Over 400 people died in attacks against Guatemala's public transport sector last year, violence that is typically linked to extortion and organized crime. However, the government's response thus far may not be enough to stem the killings.
Every day, bus driver Ricardo Lopez wakes up at 5 a.m., gives his wife and three-year-old son a kiss, crosses himself, and leaves for work. However, he never knows if he will see his loved ones again, because the company he works for is being extorted.
Like Ricardo (whose name was changed for safety reasons), many bus drivers in Guatemala's second-largest city, Quetzaltenango, are afraid to board their vehicles, because the job is becoming increasingly dangerous -- as is the case in many cities. Seven bus drivers were killed in Quetzaltenango in 2014 alone, and authorities registered more than 10 attacks in all. So far this year, one bus driver has been killed in Quetzaltenango, but they are not the only ones affected by the violence.
Besides drivers, those who use public transportation are also at risk. One case involved Mariana Zeledon and Almengor Gomez, both age 58, who were taken by firefighters to a city hospital with several bullet wounds, after bus assistant Rafael Rojas was killed while traveling towards the town of Olintepeque.
Since 2009, extortion of the transport sector has become a way for organized crime to obtain illicit funds, a type of "insurance." The capital, Guatemala City, sees 60 percent of all attacks, with the other 40 percent in other departments.
Quetzaltenango registers the second highest number of extortion cases in the country, according to Mario Bosos, an assistant to the Attorney General's Office (or the Public Ministry, as it is known in Guatemala). He added these crimes are committed against bus drivers, businessmen, and can even occur in houses.
SEE ALSO: Guatemala News and Profiles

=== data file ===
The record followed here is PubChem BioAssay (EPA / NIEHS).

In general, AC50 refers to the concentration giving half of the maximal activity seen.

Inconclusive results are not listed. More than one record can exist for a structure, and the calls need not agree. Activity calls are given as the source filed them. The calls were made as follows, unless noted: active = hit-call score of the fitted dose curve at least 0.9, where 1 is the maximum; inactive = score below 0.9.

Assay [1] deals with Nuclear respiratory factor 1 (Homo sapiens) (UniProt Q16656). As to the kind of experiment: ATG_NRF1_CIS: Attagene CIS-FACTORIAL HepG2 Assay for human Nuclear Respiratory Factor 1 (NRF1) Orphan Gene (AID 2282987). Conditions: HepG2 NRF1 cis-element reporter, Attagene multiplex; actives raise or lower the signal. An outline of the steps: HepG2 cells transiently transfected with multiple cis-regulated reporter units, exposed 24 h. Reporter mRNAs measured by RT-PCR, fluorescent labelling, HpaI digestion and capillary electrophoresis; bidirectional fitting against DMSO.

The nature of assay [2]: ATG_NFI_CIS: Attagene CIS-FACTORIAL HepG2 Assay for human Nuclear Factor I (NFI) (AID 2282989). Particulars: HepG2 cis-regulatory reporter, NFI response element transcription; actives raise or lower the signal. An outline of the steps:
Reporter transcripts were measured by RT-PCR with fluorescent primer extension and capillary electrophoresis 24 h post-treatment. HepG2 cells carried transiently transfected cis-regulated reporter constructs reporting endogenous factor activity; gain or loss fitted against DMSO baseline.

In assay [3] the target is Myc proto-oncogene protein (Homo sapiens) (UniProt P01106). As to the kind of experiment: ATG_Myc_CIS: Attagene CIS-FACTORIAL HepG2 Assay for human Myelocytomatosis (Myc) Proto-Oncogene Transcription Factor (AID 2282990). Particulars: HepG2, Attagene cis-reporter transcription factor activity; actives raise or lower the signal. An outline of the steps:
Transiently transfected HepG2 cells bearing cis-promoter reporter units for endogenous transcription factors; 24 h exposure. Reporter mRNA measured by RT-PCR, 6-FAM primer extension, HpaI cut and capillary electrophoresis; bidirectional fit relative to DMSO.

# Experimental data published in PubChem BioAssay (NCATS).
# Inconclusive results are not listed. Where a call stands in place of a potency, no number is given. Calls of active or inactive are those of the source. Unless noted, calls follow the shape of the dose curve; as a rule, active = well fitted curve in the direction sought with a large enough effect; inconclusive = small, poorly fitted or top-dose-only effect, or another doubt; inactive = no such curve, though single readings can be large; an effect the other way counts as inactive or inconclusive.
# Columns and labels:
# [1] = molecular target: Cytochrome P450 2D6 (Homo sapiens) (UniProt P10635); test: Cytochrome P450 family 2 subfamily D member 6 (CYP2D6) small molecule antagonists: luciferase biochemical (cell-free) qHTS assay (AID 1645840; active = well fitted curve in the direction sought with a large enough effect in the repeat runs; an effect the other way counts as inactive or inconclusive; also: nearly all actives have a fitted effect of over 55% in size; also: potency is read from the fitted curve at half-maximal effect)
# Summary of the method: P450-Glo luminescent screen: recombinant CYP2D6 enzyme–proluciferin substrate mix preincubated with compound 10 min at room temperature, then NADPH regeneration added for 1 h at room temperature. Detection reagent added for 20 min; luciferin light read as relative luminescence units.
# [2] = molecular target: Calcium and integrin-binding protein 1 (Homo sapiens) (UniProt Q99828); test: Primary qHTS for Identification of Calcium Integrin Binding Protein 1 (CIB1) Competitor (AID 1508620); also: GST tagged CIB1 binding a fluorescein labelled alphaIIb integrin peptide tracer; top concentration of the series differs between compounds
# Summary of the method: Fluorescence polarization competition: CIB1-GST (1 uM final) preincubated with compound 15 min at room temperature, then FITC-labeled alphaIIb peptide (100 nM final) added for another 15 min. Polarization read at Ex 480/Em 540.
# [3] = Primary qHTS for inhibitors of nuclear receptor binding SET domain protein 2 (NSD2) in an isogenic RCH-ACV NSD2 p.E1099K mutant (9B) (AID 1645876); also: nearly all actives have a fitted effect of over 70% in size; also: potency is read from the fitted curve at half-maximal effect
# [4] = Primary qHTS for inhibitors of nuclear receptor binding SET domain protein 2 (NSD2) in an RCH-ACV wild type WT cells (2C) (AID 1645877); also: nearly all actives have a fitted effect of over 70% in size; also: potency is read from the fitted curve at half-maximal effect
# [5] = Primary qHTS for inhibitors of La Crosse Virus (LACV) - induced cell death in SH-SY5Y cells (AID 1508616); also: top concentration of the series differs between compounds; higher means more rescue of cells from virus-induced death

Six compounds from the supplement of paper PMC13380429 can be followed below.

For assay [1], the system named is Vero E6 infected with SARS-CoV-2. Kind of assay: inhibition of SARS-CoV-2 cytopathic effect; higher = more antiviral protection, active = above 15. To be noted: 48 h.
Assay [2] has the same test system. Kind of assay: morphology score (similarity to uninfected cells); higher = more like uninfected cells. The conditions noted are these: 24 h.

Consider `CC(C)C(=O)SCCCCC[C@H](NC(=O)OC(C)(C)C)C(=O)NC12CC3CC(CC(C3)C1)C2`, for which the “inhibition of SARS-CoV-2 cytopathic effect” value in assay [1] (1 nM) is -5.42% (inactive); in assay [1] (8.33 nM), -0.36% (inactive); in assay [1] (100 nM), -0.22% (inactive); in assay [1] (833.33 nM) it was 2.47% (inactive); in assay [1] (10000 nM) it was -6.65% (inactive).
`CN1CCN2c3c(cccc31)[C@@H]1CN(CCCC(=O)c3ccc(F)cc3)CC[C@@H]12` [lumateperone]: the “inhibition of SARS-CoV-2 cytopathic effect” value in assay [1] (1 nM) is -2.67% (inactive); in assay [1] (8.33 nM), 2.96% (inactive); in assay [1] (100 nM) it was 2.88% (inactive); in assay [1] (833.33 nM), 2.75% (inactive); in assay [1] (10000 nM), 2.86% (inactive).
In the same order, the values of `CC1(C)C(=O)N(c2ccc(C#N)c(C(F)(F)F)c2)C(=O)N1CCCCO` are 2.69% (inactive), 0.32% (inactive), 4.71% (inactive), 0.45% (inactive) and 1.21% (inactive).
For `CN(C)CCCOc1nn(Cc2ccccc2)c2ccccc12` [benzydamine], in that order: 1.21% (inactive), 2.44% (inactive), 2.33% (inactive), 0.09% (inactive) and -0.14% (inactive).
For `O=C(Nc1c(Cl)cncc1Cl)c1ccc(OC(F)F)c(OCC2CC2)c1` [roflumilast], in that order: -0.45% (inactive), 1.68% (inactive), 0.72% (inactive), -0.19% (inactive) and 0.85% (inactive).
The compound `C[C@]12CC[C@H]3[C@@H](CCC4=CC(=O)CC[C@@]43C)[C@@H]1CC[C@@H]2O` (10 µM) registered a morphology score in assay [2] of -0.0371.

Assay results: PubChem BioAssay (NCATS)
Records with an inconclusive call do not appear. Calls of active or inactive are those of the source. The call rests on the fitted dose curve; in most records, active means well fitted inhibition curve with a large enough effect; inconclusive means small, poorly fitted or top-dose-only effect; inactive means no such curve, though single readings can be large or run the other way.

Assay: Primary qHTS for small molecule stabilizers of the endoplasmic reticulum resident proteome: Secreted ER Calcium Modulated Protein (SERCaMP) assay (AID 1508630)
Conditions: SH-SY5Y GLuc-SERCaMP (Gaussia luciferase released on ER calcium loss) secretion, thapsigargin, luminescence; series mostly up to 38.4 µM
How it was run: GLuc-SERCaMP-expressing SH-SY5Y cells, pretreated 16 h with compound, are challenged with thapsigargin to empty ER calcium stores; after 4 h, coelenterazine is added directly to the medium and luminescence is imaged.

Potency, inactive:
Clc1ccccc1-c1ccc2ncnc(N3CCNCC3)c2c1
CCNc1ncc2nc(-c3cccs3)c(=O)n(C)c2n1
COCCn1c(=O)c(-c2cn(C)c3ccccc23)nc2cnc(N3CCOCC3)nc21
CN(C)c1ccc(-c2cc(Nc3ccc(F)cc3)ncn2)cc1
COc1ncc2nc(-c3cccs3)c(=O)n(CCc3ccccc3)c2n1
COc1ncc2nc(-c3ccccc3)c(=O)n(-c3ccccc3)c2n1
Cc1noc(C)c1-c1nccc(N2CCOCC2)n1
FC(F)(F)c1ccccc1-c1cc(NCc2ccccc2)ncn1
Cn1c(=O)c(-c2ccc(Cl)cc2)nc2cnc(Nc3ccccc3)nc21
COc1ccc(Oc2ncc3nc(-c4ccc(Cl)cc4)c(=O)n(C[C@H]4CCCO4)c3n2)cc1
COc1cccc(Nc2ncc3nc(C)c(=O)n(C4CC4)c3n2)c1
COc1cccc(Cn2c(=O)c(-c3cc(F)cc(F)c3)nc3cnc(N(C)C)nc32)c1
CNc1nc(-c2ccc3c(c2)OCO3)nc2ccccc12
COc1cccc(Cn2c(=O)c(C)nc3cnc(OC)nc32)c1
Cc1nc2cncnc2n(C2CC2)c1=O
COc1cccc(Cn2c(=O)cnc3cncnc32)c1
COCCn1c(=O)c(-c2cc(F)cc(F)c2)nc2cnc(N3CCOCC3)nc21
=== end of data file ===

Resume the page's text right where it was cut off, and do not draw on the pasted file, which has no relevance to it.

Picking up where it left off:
“The reason is because [a detention facility] is located in Quetzaltenango, where the majority of extortion calls are made,” Bosos explained.
According to official reports, gangs are behind 10 percent of extortion cases, while the other 90 percent involve individuals who are trying to scare their victims into paying up. Authorities have little control over these activities.
Extortionists threaten business owners, but the employees are the ones who suffer the reprisals. In Ricardo's case, he said he only risks working as a bus driver because of the high unemployment rate, and he has no other options.
A Worrying Situation
Despite victims filing reports, extortion is increasing because many of these cases go unresolved, according to Estuardo Miranda, the vice president of Quetzaltenango's Association of Public Transportation. The situation is even more difficult for the owners and drivers of inter-city buses, because the extortion fees are higher. Some bus drivers, who preferred to have their names omitted for this story out of fear of reprisal, indicated they are constantly threatened and they prefer to pay the fee rather than face the alternative. There have been a few times that drivers have halted bus services as a form of protest, demanding that the government dismantle these criminal groups. Nevertheless, the government is taking increasingly fewer actions to combat the crime.